|The Flag at Prince Rupert City Hall is at half staff today in memory|
of former City Councillor Paddy Greene
The City of Prince Rupert has offered its condolences to the family and paid tribute to the life of Paddy Greene, with word of his passing on Friday, spurring many memories of the long time member of the community.
Mr. Green who served two terms on Prince Rupert City Council was born in Smithers in November of 1942, the son of Dr. LM Greene and his wife, who moved his family to the community in 1948, marking the starting point for Paddy Greene's long running commitment to Prince Rupert and the North Coast.
One of the legendary figures on the Prince Rupert waterfront through the seventies and eighties he served in a number of capacities in the commercial fishery over the years first as a boat owner, and then, to name just a few of his adventures, through time with the Prince Rupert Fishermen's Co-op and as a member of the Pacific Salmon Treaty where he served as a Commissioner.
|Former City Councillor Paddy Greene, a figure well known|
on the Prince Rupert waterfront and in the fishing industry passed
away on May 17th
(Photo from Facebook celebration of Life post)
Mr. Greene's two terms in municipal elected office came in 1996 and 1999, and much of his time on City Council would see him bring a strong advocacy for the fishery and the people employed in it around the North Coast.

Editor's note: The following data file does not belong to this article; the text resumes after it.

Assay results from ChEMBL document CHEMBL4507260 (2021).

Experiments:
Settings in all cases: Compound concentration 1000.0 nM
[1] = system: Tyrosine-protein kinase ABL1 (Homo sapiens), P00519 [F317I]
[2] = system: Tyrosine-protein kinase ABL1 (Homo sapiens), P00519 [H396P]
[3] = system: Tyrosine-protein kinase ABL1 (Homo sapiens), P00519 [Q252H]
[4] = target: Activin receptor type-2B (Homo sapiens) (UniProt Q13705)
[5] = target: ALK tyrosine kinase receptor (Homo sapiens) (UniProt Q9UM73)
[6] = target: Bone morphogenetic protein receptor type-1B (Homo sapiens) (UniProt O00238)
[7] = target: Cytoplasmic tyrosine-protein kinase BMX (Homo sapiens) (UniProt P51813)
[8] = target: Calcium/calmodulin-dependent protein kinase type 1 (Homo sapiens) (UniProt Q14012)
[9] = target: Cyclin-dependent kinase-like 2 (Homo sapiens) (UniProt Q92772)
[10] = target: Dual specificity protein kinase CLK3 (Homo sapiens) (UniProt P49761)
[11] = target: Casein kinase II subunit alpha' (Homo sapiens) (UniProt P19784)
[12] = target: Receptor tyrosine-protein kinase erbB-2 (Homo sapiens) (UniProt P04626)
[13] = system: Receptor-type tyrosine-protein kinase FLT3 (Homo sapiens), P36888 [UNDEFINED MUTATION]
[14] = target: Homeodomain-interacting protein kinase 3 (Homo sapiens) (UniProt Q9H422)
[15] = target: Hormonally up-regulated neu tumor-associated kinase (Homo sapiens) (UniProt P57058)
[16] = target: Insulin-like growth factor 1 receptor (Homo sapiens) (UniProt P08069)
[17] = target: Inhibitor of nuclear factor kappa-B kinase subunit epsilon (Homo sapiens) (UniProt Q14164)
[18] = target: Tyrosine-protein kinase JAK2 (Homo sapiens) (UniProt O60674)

He made one final run for office back in 2008 but on that occasion came up short on the ballot, but many of his themes of the day remain very true today.
During the course of the 2008 campaign, Mr. Greene spoke out about some of the handling of civic functions at the time, calling for proper accountability, full disclosure and a better understanding of conflict of interest by municipal leaders.
He was also known for his rather unusual role in the creation of a Prince Rupert Bar Band staple the Santa Maria, originally composed and performed by Trooper, since covered by many; the Band made note of Mr. Greene's passing with a tribute of the band's own posted to their official Facebook page, included as part of that tribute was the recollection of local writer Bruce Wishart on the Trooper/Greene connection.
More on that iconic Prince Rupert moment can be explored from Wishart's original work here.
The City's tribute can be reviewed here, while an article posted to the Memory BC project offers up a bit more background on his life on the North Coast.
A celebration of life has been announced for June 1st at the Highliner Inn.
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